In honor of the Thanksgiving holiday, financial magazine Forbes has released their fourth annual list of "Automotive Turkeys." Somewhat surprisingly, the five worst cars on the list of ten are all made by Chrysler.

In honor of the Thanksgiving holiday, where Americans gorge themselves on gratuitous heapings of turkey, financial magazine Forbes has released their fourth annual list of "Automotive Turkeys."  Somewhat surprisingly, the five worst cars on the list of ten are all made by Chrysler.

Looking only at 2007 model-year vehicles, Forbes took four attributes into consideration, including volume and severity of recalls as reported by the National Highway Traffic Safety Administration (NHTSA), Consumer Reports reliability ratings, the Automotive Leasing Guide depreciation ratings, and safety ratings based on the NHTSA and Insurance Institute for Highway Safety (IIHS) crash-test ratings.

Based on this data, Forbes claims the ten worst cars are:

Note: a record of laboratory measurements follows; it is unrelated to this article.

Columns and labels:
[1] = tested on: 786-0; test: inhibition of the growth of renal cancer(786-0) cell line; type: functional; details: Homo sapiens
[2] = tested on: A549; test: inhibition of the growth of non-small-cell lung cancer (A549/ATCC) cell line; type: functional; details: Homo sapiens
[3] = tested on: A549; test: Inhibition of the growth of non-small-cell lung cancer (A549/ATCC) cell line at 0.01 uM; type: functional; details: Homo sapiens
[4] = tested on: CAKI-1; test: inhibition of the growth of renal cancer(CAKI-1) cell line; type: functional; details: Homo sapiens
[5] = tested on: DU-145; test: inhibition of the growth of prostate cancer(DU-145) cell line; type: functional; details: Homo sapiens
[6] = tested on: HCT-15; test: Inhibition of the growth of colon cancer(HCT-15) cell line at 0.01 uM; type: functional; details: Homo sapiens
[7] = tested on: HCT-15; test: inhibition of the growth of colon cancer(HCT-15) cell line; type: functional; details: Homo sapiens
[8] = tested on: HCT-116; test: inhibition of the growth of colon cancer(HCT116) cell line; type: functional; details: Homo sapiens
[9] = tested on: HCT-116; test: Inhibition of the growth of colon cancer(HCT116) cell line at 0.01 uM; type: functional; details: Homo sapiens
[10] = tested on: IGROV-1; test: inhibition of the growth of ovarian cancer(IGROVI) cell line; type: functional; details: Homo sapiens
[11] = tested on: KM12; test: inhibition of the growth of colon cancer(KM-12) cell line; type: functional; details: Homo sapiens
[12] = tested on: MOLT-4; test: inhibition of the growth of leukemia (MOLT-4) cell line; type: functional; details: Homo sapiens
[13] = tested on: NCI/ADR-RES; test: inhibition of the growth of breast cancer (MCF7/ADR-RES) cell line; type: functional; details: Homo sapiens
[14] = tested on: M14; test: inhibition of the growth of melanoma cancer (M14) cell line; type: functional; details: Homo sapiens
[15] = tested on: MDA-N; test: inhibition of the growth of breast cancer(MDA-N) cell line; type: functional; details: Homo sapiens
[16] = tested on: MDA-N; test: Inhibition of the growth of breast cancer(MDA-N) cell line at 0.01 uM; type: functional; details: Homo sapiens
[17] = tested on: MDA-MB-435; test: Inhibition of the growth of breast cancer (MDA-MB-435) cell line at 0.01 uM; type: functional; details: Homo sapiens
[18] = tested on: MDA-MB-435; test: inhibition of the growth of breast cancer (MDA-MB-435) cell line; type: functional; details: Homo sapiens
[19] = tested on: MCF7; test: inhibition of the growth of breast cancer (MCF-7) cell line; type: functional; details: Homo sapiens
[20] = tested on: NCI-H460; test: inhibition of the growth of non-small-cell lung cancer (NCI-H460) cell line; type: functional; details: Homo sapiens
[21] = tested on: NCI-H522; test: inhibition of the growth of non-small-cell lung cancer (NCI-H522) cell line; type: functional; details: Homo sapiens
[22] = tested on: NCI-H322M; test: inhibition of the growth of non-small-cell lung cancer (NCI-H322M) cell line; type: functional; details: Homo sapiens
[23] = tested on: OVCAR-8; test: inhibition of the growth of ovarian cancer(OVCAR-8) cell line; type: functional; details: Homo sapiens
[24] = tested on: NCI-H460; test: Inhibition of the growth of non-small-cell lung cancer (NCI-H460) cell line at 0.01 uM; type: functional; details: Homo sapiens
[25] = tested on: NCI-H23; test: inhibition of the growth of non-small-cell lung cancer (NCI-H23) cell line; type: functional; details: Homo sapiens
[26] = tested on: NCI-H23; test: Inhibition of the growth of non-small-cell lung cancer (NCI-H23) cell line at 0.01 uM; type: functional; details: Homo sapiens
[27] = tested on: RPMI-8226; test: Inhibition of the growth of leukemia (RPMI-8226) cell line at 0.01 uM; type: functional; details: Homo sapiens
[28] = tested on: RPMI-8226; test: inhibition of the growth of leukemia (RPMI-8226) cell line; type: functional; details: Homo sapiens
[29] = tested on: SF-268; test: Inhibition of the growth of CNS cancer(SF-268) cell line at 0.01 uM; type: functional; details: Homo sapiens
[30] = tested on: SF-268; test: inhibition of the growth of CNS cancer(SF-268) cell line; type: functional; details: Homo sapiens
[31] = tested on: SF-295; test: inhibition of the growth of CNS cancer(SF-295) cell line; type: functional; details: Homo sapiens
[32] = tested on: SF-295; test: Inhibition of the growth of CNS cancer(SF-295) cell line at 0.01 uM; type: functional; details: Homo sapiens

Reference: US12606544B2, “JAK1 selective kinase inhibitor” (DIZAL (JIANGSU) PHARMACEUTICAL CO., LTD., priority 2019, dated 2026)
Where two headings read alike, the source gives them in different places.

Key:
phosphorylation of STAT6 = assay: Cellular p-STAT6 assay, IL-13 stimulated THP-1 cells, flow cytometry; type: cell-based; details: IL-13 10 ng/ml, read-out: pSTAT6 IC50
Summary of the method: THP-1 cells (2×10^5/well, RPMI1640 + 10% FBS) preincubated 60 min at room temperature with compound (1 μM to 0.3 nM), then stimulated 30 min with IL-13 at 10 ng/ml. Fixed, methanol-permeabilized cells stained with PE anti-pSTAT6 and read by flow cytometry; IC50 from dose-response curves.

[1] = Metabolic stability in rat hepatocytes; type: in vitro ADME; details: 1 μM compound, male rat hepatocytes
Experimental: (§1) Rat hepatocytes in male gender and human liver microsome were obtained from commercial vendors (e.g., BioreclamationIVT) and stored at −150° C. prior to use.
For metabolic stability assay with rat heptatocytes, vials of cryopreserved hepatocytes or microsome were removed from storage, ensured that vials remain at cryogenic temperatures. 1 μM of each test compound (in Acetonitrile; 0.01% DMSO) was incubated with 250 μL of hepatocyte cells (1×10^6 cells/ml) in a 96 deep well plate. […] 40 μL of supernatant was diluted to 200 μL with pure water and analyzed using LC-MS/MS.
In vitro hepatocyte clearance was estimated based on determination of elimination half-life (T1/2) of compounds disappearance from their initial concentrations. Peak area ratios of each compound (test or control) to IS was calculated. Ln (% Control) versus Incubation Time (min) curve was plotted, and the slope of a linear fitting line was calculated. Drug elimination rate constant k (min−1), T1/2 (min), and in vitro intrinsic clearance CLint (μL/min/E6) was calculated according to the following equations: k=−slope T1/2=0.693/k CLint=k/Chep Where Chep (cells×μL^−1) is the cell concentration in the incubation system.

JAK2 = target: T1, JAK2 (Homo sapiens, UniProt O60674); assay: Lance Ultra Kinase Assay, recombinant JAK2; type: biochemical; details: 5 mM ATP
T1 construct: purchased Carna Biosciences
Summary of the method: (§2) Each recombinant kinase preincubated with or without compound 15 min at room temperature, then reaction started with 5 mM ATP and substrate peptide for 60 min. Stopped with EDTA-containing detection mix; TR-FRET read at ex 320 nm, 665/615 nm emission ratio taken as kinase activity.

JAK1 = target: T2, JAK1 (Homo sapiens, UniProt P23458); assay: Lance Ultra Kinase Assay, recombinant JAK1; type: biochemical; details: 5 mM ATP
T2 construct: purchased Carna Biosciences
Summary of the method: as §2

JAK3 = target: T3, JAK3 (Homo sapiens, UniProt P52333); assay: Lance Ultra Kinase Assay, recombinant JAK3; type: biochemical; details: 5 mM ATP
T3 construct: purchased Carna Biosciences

10: Pontiac Grand Prix
9: Hyundai Entourage
8: Nissan Quest
7: Chevrolet Aveo
6: Ford Crown Victoria
5: Dodge Magnum
4: Dodge Caliber R/T AWD
3: Jeep Liberty
2: Dodge Nitro
1: Chrysler Sebring

ConsumerReports.org deputy editor Jeff Bartlett told the magazine that one reason Chrysler has so many recalls is because automakers use the same powertrain, platform, and interior components on several different vehicle lines.  Thus, one problem can make the whole parent company look bad.

No argument here.  Problems with Chrysler's anti-lock brakes affected each of the top five worst cars, and six others.

Of course, each of the manufacturers hemmed and hawed about the methodology used by Forbes in compiling the list.  A spokesman for Ford did make a good point by stating that it is unfair to include the Crown Vic because it is no longer available to the public.  The people who do purchase the car, police agencies and taxicab companies, do so because of its affordability and durability.

GM was also magnanamous when talking about the Grand Prix.  Their spokeswoman, Debbie Frakes, told Forbes that "GM is taking positive steps to improve residual values on all of our vehicles," which is at least close to a concession on their part.

But no such concilliatory attitude from Chrysler.  Chrysler said the sum of recalls on a vehicle is not a "meaningful assessment of a vehicle's performance."  Their spokesman also said their products "meet or exceed" U.S. safety standards.  Too bad the NHTSA and IIHS gave several of their vehicles "marginal" safety ratings.

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